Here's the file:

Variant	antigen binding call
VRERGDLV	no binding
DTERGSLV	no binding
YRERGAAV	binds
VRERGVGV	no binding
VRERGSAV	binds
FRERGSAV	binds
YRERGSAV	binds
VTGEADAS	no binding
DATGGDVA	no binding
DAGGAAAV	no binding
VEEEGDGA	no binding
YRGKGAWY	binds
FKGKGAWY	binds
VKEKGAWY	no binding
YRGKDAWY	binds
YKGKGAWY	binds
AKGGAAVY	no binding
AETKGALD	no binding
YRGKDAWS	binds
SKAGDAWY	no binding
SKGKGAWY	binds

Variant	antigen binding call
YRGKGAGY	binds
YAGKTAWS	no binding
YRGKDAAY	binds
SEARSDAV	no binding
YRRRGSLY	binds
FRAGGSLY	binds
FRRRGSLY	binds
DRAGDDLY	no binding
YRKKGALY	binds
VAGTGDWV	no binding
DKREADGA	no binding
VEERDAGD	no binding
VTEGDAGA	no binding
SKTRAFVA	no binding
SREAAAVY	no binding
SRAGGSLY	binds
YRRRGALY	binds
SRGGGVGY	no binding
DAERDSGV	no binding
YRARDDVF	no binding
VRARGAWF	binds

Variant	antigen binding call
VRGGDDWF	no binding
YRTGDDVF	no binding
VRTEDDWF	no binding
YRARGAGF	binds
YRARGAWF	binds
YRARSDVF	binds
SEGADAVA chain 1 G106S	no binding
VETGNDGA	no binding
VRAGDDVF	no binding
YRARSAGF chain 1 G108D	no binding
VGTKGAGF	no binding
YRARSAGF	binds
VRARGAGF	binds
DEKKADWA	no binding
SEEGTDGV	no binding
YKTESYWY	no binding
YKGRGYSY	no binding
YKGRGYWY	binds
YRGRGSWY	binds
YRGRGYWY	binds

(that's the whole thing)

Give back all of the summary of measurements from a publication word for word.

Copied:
Variant	antigen binding call
VRERGDLV	no binding
DTERGSLV	no binding
YRERGAAV	binds
VRERGVGV	no binding
VRERGSAV	binds
FRERGSAV	binds
YRERGSAV	binds
VTGEADAS	no binding
DATGGDVA	no binding
DAGGAAAV	no binding
VEEEGDGA	no binding
YRGKGAWY	binds
FKGKGAWY	binds
VKEKGAWY	no binding
YRGKDAWY	binds
YKGKGAWY	binds
AKGGAAVY	no binding
AETKGALD	no binding
YRGKDAWS	binds
SKAGDAWY	no binding
SKGKGAWY	binds

Variant	antigen binding call
YRGKGAGY	binds
YAGKTAWS	no binding
YRGKDAAY	binds
SEARSDAV	no binding
YRRRGSLY	binds
FRAGGSLY	binds
FRRRGSLY	binds
DRAGDDLY	no binding
YRKKGALY	binds
VAGTGDWV	no binding
DKREADGA	no binding
VEERDAGD	no binding
VTEGDAGA	no binding
SKTRAFVA	no binding
SREAAAVY	no binding
SRAGGSLY	binds
YRRRGALY	binds
SRGGGVGY	no binding
DAERDSGV	no binding
YRARDDVF	no binding
VRARGAWF	binds

Variant	antigen binding call
VRGGDDWF	no binding
YRTGDDVF	no binding
VRTEDDWF	no binding
YRARGAGF	binds
YRARGAWF	binds
YRARSDVF	binds
SEGADAVA chain 1 G106S	no binding
VETGNDGA	no binding
VRAGDDVF	no binding
YRARSAGF chain 1 G108D	no binding
VGTKGAGF	no binding
YRARSAGF	binds
VRARGAGF	binds
DEKKADWA	no binding
SEEGTDGV	no binding
YKTESYWY	no binding
YKGRGYSY	no binding
YKGRGYWY	binds
YRGRGSWY	binds
YRGRGYWY	binds